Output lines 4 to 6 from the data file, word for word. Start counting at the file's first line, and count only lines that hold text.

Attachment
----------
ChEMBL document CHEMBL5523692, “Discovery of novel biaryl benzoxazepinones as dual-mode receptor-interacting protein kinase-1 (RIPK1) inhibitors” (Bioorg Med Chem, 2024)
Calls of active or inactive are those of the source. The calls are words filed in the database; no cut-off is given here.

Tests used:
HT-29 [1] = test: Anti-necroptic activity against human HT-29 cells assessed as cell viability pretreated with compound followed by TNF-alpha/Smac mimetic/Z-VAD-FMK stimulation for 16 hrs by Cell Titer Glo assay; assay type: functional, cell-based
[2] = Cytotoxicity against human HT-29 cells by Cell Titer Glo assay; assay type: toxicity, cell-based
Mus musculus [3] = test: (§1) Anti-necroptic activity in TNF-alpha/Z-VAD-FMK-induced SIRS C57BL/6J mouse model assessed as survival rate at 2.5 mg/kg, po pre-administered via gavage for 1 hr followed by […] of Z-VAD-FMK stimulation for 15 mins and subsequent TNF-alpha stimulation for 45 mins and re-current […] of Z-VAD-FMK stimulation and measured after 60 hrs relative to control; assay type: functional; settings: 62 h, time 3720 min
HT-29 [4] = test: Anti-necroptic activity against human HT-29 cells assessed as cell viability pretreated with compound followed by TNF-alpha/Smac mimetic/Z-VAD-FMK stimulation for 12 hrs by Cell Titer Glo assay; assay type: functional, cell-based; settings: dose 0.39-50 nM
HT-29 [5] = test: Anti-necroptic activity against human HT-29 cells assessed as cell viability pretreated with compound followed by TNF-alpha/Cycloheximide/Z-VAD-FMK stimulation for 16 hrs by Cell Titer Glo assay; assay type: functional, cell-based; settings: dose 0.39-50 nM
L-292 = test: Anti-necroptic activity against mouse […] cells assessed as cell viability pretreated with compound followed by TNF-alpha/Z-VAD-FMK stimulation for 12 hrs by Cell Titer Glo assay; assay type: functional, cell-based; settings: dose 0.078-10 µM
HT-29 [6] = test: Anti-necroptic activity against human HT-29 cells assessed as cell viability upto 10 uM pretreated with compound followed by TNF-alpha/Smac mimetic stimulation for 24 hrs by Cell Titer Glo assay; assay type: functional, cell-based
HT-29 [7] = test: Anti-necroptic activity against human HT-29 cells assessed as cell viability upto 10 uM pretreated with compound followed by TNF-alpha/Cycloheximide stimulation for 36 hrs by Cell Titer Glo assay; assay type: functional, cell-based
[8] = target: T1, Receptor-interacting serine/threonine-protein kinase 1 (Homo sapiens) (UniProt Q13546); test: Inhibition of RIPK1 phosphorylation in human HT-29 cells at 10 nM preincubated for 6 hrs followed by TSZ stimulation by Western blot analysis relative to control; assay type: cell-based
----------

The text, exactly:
HT-29 [1] = test: Anti-necroptic activity against human HT-29 cells assessed as cell viability pretreated with compound followed by TNF-alpha/Smac mimetic/Z-VAD-FMK stimulation for 16 hrs by Cell Titer Glo assay; assay type: functional, cell-based
[2] = Cytotoxicity against human HT-29 cells by Cell Titer Glo assay; assay type: toxicity, cell-based
Mus musculus [3] = test: (§1) Anti-necroptic activity in TNF-alpha/Z-VAD-FMK-induced SIRS C57BL/6J mouse model assessed as survival rate at 2.5 mg/kg, po pre-administered via gavage for 1 hr followed by […] of Z-VAD-FMK stimulation for 15 mins and subsequent TNF-alpha stimulation for 45 mins and re-current […] of Z-VAD-FMK stimulation and measured after 60 hrs relative to control; assay type: functional; settings: 62 h, time 3720 min